Tuesday, December 21, 2010
Have just posted details of the Christmas crackers or bon bons that I have created for my Christmas table and to give as gifts, over at my Christmas blog. Couldn't resist sharing a couple of pictures here at my main blog.
Shimmery, glittery gold and butterfly trims will delight my twin daughters but my personal favourites are the white floral vintage inspired design - love using the old lace from my collection and the perfect finishing touch is a grandmother's brooch!
An old atlas was the inspiration for another set of vintage style crackers. Quite unusual don't you think? I made the one on the right this morning as a gift for a friend I hope to visit this week. She comes from Samoa - a place very close to her heart - the perfect shape for the map embellishment which of course is cut out from the page of the atlas that shows the Pacific islands!
Hope she is not visiting my blog today! It was such a joy to make this for her!
I'm not sure if I will have time to post again this week so will take the opportunity in this Christmas themed post to wish all my readers a beautiful, blessed and joyous Christmas.
Take the time to enjoy your preparations this week. Find some time to bless someone that you know - take a plate of cookies to your neighbour or put together a baking mix in a jar for a friend. I'm planning on making a batch of my home made muesli to give as gifts. I wish you well if you must head out to the stores - I am planning on just one more trip to the Farmer's markets for fresh produce later this week and will need to pick up parcels at the local post office after doing most of my Christmas shopping online this year - hope everything arrives on time! Can't resist showing just one more picture. This is the gift I have bought for my cake decorating daughter, thought I would share it as it might give someone reading this an idea for a last minute gift. I also sent this to my sister in the UK taking advantage of free worldwide shipping via an online bookstore. This book is nothing less than eye candy!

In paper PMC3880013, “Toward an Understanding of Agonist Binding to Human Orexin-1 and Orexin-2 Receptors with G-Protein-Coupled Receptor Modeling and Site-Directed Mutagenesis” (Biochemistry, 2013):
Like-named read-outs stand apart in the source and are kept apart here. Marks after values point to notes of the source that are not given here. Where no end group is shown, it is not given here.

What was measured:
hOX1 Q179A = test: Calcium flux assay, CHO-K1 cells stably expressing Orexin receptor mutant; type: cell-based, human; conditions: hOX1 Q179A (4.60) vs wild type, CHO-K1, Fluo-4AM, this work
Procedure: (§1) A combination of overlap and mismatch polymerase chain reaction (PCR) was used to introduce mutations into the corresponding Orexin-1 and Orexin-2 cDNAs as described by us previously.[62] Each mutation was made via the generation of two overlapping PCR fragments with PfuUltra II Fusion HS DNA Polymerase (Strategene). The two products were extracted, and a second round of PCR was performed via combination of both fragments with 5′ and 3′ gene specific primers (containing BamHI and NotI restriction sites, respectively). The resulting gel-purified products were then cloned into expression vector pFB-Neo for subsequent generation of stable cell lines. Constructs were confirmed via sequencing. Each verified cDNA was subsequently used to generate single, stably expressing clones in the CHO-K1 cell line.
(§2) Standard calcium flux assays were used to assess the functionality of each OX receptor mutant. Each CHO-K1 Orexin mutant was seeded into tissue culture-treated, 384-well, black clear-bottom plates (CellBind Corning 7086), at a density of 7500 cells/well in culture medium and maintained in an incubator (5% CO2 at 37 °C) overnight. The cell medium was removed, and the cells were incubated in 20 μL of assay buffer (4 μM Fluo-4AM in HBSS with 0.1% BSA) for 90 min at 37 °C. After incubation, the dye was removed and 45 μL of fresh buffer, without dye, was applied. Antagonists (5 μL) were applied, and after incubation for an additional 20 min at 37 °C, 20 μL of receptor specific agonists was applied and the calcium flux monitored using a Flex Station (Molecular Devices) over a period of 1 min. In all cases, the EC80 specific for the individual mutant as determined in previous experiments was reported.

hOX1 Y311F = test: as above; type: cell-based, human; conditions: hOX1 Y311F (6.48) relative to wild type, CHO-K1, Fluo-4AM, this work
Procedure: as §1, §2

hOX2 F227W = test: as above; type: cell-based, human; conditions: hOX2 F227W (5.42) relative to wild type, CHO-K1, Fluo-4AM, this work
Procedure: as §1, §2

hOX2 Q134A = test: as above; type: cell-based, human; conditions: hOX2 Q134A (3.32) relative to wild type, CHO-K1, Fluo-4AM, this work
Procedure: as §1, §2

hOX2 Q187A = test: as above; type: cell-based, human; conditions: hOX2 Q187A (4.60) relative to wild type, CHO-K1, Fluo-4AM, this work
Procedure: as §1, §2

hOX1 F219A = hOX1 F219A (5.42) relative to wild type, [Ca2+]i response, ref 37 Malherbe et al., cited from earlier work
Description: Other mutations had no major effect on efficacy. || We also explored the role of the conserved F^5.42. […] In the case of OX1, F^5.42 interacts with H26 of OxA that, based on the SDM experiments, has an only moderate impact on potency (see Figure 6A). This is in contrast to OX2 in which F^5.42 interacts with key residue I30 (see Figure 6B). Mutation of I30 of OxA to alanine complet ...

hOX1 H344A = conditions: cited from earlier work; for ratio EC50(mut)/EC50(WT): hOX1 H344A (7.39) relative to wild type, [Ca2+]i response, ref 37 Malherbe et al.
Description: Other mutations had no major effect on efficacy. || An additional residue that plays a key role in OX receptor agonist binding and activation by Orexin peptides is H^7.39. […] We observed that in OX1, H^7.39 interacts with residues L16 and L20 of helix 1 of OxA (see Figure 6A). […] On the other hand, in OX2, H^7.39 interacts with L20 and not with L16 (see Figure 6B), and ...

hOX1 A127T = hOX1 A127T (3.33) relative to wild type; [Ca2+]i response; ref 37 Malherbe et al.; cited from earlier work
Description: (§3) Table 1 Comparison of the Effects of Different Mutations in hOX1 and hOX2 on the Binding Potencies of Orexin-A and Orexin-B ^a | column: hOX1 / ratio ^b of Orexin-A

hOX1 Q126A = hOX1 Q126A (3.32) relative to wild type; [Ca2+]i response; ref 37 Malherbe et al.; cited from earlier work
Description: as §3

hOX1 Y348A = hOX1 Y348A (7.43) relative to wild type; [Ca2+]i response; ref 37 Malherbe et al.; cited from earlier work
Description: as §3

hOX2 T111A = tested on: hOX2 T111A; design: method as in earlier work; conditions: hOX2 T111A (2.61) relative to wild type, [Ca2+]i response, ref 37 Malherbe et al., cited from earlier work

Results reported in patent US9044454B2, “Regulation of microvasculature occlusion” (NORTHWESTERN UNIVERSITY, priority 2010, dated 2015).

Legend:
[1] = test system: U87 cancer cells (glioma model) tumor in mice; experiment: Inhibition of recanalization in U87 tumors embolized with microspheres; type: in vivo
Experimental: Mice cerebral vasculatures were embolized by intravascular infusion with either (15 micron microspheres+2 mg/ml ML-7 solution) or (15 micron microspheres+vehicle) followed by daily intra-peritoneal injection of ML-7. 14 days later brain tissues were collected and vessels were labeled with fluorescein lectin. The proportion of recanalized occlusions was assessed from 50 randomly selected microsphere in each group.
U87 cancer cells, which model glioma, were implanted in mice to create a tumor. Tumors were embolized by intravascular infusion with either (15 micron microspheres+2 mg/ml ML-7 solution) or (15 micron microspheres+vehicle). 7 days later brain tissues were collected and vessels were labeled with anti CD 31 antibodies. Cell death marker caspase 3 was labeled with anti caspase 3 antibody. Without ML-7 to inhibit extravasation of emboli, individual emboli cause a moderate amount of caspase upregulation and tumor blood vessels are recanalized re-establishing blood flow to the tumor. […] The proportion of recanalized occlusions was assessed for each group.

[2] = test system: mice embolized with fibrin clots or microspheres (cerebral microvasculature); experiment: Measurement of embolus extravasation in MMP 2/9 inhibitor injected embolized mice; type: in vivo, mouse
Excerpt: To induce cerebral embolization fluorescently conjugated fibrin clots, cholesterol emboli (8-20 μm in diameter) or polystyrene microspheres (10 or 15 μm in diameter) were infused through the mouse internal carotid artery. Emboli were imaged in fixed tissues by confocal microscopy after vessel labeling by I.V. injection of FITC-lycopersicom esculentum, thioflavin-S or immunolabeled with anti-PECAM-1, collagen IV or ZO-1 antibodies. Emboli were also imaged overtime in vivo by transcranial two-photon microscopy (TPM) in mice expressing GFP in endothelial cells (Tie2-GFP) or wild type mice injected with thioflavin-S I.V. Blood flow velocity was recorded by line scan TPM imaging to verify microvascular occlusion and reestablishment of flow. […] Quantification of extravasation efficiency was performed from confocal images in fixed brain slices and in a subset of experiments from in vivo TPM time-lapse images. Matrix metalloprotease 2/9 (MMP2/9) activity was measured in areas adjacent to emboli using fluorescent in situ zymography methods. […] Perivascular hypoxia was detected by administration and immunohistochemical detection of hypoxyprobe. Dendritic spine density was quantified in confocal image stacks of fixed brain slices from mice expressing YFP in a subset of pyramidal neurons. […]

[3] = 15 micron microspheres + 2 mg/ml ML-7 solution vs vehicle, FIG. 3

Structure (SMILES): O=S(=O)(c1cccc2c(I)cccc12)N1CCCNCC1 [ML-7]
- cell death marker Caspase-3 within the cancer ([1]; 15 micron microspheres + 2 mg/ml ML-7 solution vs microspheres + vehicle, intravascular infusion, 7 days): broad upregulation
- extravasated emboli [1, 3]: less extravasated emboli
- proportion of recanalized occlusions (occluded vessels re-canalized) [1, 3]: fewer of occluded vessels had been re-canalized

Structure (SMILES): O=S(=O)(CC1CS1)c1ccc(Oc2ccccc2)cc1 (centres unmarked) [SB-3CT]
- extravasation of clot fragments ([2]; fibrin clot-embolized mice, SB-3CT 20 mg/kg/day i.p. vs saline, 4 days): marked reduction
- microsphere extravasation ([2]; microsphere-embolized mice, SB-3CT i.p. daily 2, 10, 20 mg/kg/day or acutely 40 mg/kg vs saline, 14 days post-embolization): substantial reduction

I just know she is going to love it!
With Love and Joy,
( who has just deleted her signature and doesn't have time to go and retrieve the code! Don't you just hate it when that happens!)
Tuesday, December 14, 2010
Just wanted to share a few pictures of my home decorated for Christmas in case you don't have the time to pop over to my Christmas blog. The latest post is on gathering greenery to decorate the home at Christmas - I share my favourite greenery from Eight Acres of Eden that I use to decorate my home at Christmas along with some tips and inspirations for using natural materials to bring the spirit and scent of Christmas into your home. Here are a few pictures of my beloved Stanley stove in all its Christmas finery!
A peek at my handmade Christmas bon bons for our table this year! I can tell you I'm sparkling this Christmas - that glitter paper looks lovely but the glitter drops and gets everywhere!
Just about to go and make one of these - my first batch of gingerbread for Christmas - if it turns out well I will take some as a gift for my daughter's Mandarin and Art Teacher today to say thank you for all the effort she has put into her students. If you read my last post 'An Art Prize' you will understand why I want to especially thank her on behalf of my daughter!
Hope you are enjoying your Christmas preparations.
With Love and Joy,
Posted by Ann at eightacresofeden at 10:03 AM
Monday, December 13, 2010
'And the winner of this year's art prize in the 13 to 15 years age category is....'. Her name is announced, the smile appears on her face and she rises and steps forward to shake the hands of the judge who hands her a certificate and a cheque for $200 made out in her name. I beckon her over, she squeezes through the throngs of people who have gathered for the awards ceremony, she is still smiling, she is radiant. I congratulate her, I am so happy for her, so proud of her. I know she will never forget this moment. She returns to her seat for a short time to hear the announcement of the names of the winners in the other categories.
We live in an artistic community. Our small town and rural area has more than its fair share of artists and craftspeople - many are drawn here by the intense natural beauty of the valley. I often drive my country road and see groups of people sitting at easels in a field that overlooks the valley. Perhaps they are taking a landscape art class, when their work is finished they may contemplate entering the annual art prize hosted by the community arts council. The same council that also organizes an art prize for young people which has the aim of 'encouraging the young artists of the region to create and exhibit outstanding artworks.'
Reading her sister's story which was published in this book six years ago. She always used to ask me - 'Will I ever win anything?' I have always told her that one day her turn to achieve success would come - that she just had to be patient, be diligent in practicing what she is good at, to pursue her passion and make the most of every opportunity.